Wesley Tung, Math198 Home Pages Last edited 9dec15 by wtung3@.illinois.edu
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Picturing Chemical Equilibria

By Wesley Tung

Math 198


Every chemical reaction combines component reactants to form resulting products. In certain cases, and under certain quantities of reactants, the amount of products and reactants being made is in equilibrium. This means that is the rate at which products are being made equals the rate at whcih reactants are being made. This project demonstrates the effects of chemical equilibrium and explaining the reasoning and conditions behind it. This will be accomplished by creating a model using VPython.

Creating a Model

The goal for my project was to create one animation that depicted an equilibrium system under stress. After being stressed, the animation would shift to be in equilibrium again. So I decided that in the end, I wanted to modify the amount of reactants in the equilibrium system. So in my final RTICA, I made sure that the operator were able to add more reactant atoms into the system. The code for my final animation is below!

Equilibrium Code

Simply click on the animation to add more atoms to the system! You'll see that the number of compounds created will have gone up.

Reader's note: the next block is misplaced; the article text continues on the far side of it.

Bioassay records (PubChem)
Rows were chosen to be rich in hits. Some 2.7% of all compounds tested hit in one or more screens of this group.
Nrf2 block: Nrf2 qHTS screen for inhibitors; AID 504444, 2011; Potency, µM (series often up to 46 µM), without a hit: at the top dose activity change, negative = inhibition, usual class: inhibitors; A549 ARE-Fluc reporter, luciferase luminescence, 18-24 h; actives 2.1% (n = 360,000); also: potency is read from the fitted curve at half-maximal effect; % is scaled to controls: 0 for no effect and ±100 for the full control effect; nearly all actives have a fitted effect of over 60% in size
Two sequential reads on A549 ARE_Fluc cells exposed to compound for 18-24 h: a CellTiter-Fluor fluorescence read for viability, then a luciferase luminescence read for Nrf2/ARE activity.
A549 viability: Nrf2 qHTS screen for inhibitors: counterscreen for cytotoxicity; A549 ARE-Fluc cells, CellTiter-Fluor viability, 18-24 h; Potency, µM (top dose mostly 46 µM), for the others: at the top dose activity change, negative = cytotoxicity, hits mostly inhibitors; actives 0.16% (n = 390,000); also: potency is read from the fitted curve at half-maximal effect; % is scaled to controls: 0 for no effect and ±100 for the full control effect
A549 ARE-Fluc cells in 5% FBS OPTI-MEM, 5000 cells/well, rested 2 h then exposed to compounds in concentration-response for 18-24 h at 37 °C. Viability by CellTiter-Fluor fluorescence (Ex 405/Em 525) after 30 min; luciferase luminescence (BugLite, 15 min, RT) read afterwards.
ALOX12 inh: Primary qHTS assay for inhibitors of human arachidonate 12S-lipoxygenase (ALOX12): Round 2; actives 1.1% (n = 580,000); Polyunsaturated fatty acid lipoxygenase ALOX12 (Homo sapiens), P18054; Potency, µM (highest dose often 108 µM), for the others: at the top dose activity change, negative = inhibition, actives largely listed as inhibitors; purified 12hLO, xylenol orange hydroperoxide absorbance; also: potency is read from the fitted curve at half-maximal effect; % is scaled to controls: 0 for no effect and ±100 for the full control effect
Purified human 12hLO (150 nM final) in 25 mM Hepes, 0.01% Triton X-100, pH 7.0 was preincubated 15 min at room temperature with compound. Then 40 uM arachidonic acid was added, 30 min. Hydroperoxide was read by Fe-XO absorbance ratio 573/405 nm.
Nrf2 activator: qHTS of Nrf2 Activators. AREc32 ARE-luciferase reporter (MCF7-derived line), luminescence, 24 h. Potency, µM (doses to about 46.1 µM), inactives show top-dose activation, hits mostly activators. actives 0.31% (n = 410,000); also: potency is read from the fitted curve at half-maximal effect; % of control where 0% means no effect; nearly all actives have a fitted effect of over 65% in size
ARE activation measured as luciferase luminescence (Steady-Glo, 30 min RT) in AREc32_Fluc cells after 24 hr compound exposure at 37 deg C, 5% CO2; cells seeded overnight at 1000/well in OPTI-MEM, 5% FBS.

Update 10/24/15: I've started to analyze the Python Example "gas.py" by Bruce Sherwood. I'm studying how he created his model of a gas looking very carefully at how he modeled collisions.

Update 11/01/15 I've finished analyzing the model and I am in the process of learning how to modify it.

Update 11/07/15 I've added two different types of atoms to the model.

Update 11/20/15 I've modified the program "gas.py" to the point where I can make atoms of different types stick together and atoms of similar types repel.

Update 12/05/15 I've modified the program even further, now the atoms are no longer a compound after three seconds.

Update 12/07/15 I've added a mouse click event to the animation, allowing the user to add more reactant atoms when they click the mouse.

Proposal Draft #1

Proposal Draft #2

Final Documentation

Final Presentation


Bruce Sherwood's VPython example "gas.py"

All my mentors

Special thanks to Nathan Walters for mentoring me through classes and guiding me along!

https://docs.python.org/2/tutorial/classes.html - Python documentation for classes